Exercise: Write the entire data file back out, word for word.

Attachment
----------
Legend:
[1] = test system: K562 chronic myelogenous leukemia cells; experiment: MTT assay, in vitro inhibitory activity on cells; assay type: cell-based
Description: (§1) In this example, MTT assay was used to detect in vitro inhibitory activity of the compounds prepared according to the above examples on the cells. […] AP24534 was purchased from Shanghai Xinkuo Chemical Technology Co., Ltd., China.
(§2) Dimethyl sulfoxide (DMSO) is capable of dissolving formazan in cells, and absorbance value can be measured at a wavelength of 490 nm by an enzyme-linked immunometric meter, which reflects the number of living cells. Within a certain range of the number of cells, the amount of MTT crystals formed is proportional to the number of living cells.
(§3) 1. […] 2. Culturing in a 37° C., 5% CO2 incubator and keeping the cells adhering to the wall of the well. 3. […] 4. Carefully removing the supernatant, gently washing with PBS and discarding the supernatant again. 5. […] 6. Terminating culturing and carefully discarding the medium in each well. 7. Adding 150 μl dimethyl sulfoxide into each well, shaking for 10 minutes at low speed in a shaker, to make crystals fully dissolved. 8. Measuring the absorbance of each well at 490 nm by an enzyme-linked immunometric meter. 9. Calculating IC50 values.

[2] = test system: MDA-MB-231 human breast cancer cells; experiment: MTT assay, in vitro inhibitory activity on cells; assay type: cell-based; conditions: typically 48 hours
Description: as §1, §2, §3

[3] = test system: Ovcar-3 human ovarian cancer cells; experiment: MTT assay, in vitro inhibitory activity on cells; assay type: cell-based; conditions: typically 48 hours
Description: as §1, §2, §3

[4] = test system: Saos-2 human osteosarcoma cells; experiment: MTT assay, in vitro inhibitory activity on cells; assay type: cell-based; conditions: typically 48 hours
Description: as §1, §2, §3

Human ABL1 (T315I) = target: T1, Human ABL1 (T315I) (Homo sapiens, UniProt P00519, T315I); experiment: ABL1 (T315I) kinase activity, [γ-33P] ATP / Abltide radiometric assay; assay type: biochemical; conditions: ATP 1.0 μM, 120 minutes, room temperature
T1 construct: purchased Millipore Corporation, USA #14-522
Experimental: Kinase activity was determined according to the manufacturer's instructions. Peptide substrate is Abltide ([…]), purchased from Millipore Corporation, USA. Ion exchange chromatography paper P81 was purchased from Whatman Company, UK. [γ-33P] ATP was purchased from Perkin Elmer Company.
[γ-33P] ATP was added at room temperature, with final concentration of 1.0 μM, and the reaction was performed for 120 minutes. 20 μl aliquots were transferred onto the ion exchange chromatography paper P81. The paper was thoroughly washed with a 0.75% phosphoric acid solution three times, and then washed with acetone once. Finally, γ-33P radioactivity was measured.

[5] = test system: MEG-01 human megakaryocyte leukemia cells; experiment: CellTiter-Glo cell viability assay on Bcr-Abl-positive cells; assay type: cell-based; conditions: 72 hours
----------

Legend:
[1] = test system: K562 chronic myelogenous leukemia cells; experiment: MTT assay, in vitro inhibitory activity on cells; assay type: cell-based
Description: (§1) In this example, MTT assay was used to detect in vitro inhibitory activity of the compounds prepared according to the above examples on the cells. […] AP24534 was purchased from Shanghai Xinkuo Chemical Technology Co., Ltd., China.
(§2) Dimethyl sulfoxide (DMSO) is capable of dissolving formazan in cells, and absorbance value can be measured at a wavelength of 490 nm by an enzyme-linked immunometric meter, which reflects the number of living cells. Within a certain range of the number of cells, the amount of MTT crystals formed is proportional to the number of living cells.
(§3) 1. […] 2. Culturing in a 37° C., 5% CO2 incubator and keeping the cells adhering to the wall of the well. 3. […] 4. Carefully removing the supernatant, gently washing with PBS and discarding the supernatant again. 5. […] 6. Terminating culturing and carefully discarding the medium in each well. 7. Adding 150 μl dimethyl sulfoxide into each well, shaking for 10 minutes at low speed in a shaker, to make crystals fully dissolved. 8. Measuring the absorbance of each well at 490 nm by an enzyme-linked immunometric meter. 9. Calculating IC50 values.

[2] = test system: MDA-MB-231 human breast cancer cells; experiment: MTT assay, in vitro inhibitory activity on cells; assay type: cell-based; conditions: typically 48 hours
Description: as §1, §2, §3

[3] = test system: Ovcar-3 human ovarian cancer cells; experiment: MTT assay, in vitro inhibitory activity on cells; assay type: cell-based; conditions: typically 48 hours
Description: as §1, §2, §3

[4] = test system: Saos-2 human osteosarcoma cells; experiment: MTT assay, in vitro inhibitory activity on cells; assay type: cell-based; conditions: typically 48 hours
Description: as §1, §2, §3

Human ABL1 (T315I) = target: T1, Human ABL1 (T315I) (Homo sapiens, UniProt P00519, T315I); experiment: ABL1 (T315I) kinase activity, [γ-33P] ATP / Abltide radiometric assay; assay type: biochemical; conditions: ATP 1.0 μM, 120 minutes, room temperature
T1 construct: purchased Millipore Corporation, USA #14-522
Experimental: Kinase activity was determined according to the manufacturer's instructions. Peptide substrate is Abltide ([…]), purchased from Millipore Corporation, USA. Ion exchange chromatography paper P81 was purchased from Whatman Company, UK. [γ-33P] ATP was purchased from Perkin Elmer Company.
[γ-33P] ATP was added at room temperature, with final concentration of 1.0 μM, and the reaction was performed for 120 minutes. 20 μl aliquots were transferred onto the ion exchange chromatography paper P81. The paper was thoroughly washed with a 0.75% phosphoric acid solution three times, and then washed with acetone once. Finally, γ-33P radioactivity was measured.

[5] = test system: MEG-01 human megakaryocyte leukemia cells; experiment: CellTiter-Glo cell viability assay on Bcr-Abl-positive cells; assay type: cell-based; conditions: 72 hours